The Life and Death of Jesus: A Theophany

Theophany in the Earthly Life of Christ

The Gospels give us records of the life of Christ on earth. His life brings to fulfillment the entire spectrum of theophanies and appearances of God in the Old Testament. Temporary appearances give way to the climactic, permanent appearance. God became man in the incarnation.

The presence of God that people experience throughout Old Testament times comes to fulfillment in the presence of God in Christ. Christ is “Immanuel,” “God with us” (Matt. 1:23), manifesting God’s presence at the climax of history.

Granted that God is present throughout the Gospels, we can still take note of the fact that God brings about a few special times in which his presence is manifested in particularly striking ways.

Miracles Connected with the Birth of Jesus

We see miracles taking place in connection with the birth of Jesus. The central miracle is the miracle of the incarnation itself. God came to us and became man (“Immanuel”). It is fitting that a number of other miracles cluster around this central event. They underline the importance of the incarnation.

Miraculously, Zechariah becomes unable to speak (Luke 1:22), then his speech is restored (v. 64) and he prophesies concerning his son John and the Messiah (vv. 67–79). In this context, these miracles serve as a special manifestation of the presence of God, causing the people to be in expectation concerning John (vv. 65–66).

The star that appears to the wise men anticipates the rising of the glory of God in the person of Christ (Isa. 60:1). The miracles associated with Christ’s birth are only the beginning. All the miracles recorded in the Gospels highlight the presence of God in various ways.1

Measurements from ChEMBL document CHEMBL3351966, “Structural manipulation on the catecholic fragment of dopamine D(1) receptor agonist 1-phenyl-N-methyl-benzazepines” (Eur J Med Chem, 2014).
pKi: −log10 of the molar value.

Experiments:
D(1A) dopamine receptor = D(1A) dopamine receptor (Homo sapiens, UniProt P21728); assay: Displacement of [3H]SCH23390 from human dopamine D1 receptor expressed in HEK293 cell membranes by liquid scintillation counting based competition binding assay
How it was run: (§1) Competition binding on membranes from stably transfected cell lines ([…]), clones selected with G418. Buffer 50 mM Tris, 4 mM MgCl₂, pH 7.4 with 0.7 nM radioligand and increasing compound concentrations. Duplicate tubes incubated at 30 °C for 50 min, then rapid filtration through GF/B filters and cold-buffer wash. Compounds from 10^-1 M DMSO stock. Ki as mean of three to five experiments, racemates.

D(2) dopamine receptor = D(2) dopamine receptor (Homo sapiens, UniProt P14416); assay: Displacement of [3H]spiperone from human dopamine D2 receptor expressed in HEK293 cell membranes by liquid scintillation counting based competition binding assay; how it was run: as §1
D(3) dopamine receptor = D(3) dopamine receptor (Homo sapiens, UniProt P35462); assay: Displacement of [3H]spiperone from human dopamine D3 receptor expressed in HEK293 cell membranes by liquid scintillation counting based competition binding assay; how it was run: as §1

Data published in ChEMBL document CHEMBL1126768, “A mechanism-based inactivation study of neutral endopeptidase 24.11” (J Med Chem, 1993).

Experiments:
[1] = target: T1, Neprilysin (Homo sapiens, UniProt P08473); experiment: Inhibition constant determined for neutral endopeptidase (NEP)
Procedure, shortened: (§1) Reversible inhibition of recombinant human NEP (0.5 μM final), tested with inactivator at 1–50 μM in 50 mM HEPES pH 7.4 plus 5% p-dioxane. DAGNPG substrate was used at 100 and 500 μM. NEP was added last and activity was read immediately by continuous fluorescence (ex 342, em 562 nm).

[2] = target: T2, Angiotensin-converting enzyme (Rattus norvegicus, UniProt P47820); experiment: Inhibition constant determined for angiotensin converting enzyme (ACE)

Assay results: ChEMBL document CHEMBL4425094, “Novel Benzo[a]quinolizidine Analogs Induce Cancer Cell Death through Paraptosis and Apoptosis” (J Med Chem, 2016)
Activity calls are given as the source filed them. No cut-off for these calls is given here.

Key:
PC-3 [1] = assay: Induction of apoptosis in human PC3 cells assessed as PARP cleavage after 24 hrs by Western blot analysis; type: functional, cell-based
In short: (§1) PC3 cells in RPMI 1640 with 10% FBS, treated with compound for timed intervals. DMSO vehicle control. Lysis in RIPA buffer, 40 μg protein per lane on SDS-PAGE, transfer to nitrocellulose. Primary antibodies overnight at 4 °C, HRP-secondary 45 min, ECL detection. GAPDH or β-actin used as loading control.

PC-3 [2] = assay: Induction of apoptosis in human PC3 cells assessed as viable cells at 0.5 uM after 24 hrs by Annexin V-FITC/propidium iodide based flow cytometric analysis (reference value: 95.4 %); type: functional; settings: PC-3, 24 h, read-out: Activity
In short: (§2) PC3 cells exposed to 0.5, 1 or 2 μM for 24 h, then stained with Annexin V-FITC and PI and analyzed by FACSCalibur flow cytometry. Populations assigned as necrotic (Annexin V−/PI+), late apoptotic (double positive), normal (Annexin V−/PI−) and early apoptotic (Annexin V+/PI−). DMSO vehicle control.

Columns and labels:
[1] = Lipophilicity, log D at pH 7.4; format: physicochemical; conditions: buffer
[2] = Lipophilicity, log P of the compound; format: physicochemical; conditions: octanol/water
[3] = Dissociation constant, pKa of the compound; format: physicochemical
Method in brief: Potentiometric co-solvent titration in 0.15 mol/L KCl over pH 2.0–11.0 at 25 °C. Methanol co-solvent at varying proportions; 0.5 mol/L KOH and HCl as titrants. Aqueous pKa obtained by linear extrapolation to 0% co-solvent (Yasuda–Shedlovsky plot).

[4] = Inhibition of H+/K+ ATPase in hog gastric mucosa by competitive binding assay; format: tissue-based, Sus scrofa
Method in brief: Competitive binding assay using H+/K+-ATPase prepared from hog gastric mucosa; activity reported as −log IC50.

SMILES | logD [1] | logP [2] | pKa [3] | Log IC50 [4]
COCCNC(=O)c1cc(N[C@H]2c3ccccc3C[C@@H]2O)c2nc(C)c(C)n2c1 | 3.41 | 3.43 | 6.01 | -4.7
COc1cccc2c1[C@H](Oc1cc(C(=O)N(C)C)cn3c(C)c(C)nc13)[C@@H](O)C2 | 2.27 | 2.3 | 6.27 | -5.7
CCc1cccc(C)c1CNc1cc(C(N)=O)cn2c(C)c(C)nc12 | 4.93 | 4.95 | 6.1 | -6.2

The presence of God that people experience throughout Old Testament times comes to fulfillment in the presence of God in Christ.

The Baptism of Jesus

The baptism of Jesus contains phenomena associated with a theophany:

And when Jesus was baptized, immediately he went up from the water, and behold, the heavens were opened to him, and he saw the Spirit of God descending like a dove and coming to rest on him; and behold, a voice from heaven said, “This is my beloved Son, with whom I am well pleased.” (Matt. 3:16–17)

“The heavens were opened,” implying that there was a vision of God’s special presence in heaven. The Spirit of God appeared “descending like a dove.” And there came a voice—the divine voice.

Such a theophany is fitting to prepare the way for the beginning of Jesus’s public ministry. The Father authenticates the Son in his role as messianic Savior. The Spirit comes to be with him and empower him. The voice, by picking up on themes from Psalm 2:7 and Isaiah 42:1, indicates that Jesus brings the messianic fulfillment of Old Testament prophecies. These events set the stage for understanding that the Father is present in the Son through the Holy Spirit in all of Jesus’s ministry.